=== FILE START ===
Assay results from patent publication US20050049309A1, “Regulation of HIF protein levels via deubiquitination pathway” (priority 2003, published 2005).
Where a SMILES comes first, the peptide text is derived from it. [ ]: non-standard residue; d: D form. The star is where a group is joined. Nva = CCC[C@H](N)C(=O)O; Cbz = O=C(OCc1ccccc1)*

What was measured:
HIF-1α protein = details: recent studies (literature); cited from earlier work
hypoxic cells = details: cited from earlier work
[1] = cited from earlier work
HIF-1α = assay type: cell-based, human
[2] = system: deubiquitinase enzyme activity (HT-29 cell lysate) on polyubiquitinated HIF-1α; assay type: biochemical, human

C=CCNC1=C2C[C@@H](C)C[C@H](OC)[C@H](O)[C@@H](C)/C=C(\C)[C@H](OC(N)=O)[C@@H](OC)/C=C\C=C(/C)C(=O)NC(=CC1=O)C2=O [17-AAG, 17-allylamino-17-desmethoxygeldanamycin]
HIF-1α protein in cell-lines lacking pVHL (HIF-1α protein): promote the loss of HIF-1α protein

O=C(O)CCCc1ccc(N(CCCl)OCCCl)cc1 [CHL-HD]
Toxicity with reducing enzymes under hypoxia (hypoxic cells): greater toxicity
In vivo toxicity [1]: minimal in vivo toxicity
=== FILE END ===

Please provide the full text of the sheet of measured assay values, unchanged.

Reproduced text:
Assay results from patent publication US20050049309A1, “Regulation of HIF protein levels via deubiquitination pathway” (priority 2003, published 2005).
Where a SMILES comes first, the peptide text is derived from it. [ ]: non-standard residue; d: D form. The star is where a group is joined. Nva = CCC[C@H](N)C(=O)O; Cbz = O=C(OCc1ccccc1)*

What was measured:
HIF-1α protein = details: recent studies (literature); cited from earlier work
hypoxic cells = details: cited from earlier work
[1] = cited from earlier work
HIF-1α = assay type: cell-based, human
[2] = system: deubiquitinase enzyme activity (HT-29 cell lysate) on polyubiquitinated HIF-1α; assay type: biochemical, human

C=CCNC1=C2C[C@@H](C)C[C@H](OC)[C@H](O)[C@@H](C)/C=C(\C)[C@H](OC(N)=O)[C@@H](OC)/C=C\C=C(/C)C(=O)NC(=CC1=O)C2=O [17-AAG, 17-allylamino-17-desmethoxygeldanamycin]
HIF-1α protein in cell-lines lacking pVHL (HIF-1α protein): promote the loss of HIF-1α protein

O=C(O)CCCc1ccc(N(CCCl)OCCCl)cc1 [CHL-HD]
Toxicity with reducing enzymes under hypoxia (hypoxic cells): greater toxicity
In vivo toxicity [1]: minimal in vivo toxicity